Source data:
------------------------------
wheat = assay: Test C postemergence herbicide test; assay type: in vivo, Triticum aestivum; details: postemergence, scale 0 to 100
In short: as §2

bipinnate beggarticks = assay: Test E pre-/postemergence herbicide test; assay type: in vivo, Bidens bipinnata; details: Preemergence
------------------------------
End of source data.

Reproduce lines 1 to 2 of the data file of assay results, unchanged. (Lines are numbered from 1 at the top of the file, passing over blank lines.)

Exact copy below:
wheat = assay: Test C postemergence herbicide test; assay type: in vivo, Triticum aestivum; details: postemergence, scale 0 to 100
In short: as §2